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Monday, July 15, 2024
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Calls for assistance fall on deaf ears

DOUGLAS Shire Council’s desperate pleas to the State and Federal Governments for military assistance following the devastating impacts of ex-tropical cyclone Jasper have fallen on deaf ears as several communities remain isolated without power and running water.

Cape Tribulation continues to remain blocked by landslides from the south and north with council’s recent attempt to get suitable equipment into the region failing due to the shallow coastline, exacerbated by the sand movements from the excessive 3-metre-plus rainfall event.

Council staff are currently undertaking drone reconnaissance at high and low tides, to ascertain any opportunities where a suitable track may be made.

Mayor Michael Kerr said council is doing everything within their capabilities to solve these logistical problems.

“We made a commitment to throw everything at it and if we can get the machinery needed into Cape Tribulation, we can do the work and get the road open but we are unable to do this on our own,” he said.

“We need State and Federal Government assistance for our residents who have now been isolated without power or running water for weeks.”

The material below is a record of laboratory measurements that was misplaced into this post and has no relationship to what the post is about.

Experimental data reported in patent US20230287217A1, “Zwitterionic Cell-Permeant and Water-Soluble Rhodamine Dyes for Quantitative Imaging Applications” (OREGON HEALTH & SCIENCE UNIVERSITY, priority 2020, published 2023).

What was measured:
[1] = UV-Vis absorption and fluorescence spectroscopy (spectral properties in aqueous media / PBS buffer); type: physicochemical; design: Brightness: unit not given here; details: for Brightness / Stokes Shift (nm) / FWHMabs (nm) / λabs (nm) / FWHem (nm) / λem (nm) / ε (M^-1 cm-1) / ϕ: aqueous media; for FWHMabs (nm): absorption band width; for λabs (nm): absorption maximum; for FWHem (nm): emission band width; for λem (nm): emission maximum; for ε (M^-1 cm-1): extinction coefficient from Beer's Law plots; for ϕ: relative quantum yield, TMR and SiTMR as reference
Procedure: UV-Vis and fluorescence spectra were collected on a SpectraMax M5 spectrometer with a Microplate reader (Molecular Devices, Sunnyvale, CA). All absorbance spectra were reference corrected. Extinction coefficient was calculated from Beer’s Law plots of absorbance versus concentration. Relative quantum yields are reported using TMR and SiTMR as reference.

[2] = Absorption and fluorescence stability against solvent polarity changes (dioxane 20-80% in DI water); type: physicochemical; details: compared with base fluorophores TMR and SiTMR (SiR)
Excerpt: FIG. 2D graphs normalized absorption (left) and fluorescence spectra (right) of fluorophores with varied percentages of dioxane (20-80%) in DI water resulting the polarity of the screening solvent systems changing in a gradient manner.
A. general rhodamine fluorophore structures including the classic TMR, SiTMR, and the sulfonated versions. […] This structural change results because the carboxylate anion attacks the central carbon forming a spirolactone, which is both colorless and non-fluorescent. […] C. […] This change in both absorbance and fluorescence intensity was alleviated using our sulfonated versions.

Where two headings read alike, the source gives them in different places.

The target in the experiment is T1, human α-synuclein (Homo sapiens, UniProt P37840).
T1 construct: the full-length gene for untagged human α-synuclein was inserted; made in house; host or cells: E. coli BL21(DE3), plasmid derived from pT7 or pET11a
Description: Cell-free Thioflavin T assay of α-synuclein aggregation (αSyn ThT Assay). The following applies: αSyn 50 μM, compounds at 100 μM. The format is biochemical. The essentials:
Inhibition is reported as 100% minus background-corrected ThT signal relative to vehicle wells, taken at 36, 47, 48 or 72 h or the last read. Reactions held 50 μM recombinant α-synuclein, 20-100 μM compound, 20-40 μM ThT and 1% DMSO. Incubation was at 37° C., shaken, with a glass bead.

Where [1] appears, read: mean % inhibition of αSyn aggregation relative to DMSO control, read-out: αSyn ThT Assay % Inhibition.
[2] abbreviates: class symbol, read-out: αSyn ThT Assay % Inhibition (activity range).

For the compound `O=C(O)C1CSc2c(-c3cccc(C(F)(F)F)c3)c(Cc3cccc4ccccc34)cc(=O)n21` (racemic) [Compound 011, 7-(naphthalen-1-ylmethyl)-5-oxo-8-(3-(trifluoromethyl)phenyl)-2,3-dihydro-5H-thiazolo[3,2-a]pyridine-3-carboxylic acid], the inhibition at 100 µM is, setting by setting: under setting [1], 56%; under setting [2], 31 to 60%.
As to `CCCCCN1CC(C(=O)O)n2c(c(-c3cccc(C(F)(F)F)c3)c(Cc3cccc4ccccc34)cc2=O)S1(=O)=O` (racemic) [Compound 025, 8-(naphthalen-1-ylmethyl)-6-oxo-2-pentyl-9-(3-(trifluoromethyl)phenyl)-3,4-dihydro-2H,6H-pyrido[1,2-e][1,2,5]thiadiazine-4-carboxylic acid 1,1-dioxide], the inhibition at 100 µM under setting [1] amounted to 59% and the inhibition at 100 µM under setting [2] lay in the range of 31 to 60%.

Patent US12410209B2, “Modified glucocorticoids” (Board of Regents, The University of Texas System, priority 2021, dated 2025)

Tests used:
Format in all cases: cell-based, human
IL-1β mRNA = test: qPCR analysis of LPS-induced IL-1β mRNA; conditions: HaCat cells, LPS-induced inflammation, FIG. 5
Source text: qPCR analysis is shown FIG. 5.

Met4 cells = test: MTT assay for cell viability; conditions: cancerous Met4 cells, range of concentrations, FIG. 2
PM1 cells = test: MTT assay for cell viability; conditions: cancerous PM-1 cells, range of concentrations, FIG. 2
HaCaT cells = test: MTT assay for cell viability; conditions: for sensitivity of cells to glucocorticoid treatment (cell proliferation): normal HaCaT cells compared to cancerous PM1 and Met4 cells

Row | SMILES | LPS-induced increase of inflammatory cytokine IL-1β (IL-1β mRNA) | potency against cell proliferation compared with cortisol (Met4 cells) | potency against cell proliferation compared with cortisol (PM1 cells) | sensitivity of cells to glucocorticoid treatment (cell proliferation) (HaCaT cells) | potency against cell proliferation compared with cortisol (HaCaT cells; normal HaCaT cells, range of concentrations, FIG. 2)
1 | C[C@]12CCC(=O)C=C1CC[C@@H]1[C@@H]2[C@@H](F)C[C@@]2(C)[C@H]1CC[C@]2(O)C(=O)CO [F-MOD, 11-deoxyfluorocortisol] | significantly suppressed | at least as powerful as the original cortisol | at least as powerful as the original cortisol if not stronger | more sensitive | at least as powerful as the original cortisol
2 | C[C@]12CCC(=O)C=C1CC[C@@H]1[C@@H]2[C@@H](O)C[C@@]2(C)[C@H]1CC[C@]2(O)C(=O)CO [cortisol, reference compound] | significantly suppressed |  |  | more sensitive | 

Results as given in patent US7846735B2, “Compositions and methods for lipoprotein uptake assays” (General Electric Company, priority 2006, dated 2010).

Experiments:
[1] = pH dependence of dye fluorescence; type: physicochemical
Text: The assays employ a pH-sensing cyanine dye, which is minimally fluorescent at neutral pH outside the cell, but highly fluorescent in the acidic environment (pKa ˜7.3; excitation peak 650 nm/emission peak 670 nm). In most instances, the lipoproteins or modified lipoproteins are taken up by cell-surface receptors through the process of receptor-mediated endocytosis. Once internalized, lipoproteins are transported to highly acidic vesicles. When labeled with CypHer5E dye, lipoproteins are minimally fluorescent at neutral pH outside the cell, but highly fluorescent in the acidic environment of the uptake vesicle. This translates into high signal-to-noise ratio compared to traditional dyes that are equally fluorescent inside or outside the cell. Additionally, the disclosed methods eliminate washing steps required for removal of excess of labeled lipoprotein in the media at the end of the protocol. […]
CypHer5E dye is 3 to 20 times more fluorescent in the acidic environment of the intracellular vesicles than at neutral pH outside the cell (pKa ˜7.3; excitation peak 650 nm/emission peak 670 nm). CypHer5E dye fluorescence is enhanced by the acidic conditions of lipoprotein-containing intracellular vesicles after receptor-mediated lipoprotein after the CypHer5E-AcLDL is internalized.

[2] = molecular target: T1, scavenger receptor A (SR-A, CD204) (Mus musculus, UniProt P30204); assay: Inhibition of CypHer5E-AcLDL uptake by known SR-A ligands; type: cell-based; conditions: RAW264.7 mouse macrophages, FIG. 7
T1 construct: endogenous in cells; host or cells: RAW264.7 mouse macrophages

A second economic blow is looking more likely as an icon of Queensland’s tourism, the Daintree Rainforest, is still shut to tourism and other businesses are still closed with no financial assistance on offer to dilute the losses they are occurring.

“This is not just hurting Douglas, hundreds of tourists from Cairns use tour companies daily to see the Daintree rainforest,” Cr Kerr said.

With Cape Tribulation and Degarra still requiring resupply of water, food and fuel, the frustration and anger of residents is becoming apparent.

Many of the Degarra residents suffered traumatic experiences with water well over a metre above their roof lines including heartbreaking memories of holding onto trees for periods of 12 hours and 000 calls unanswered still haunt them, whilst the many elderly residents are forced to clear their water-logged homes of inches-deep mud with shovels and water buckets.

“It’s worse than anything I have ever seen, it’s appalling that they have been let down by the people who are supposed to be there for them,” Cr Kerr said.

“These are their homes, memories, and lives… they need help to remove the debris and rubbish that is spread for miles around them, this isn’t the south east corner where an army of local volunteers can come and help and then go home at night.

“These residents only have each other, and they are so far over their ability to do it on their own.”

Keep up with the latest news in Cairns and the Far North, and check out some of our top stories this week: Tully cousins recognised for sporting achievements and Whooping cough on the rise.

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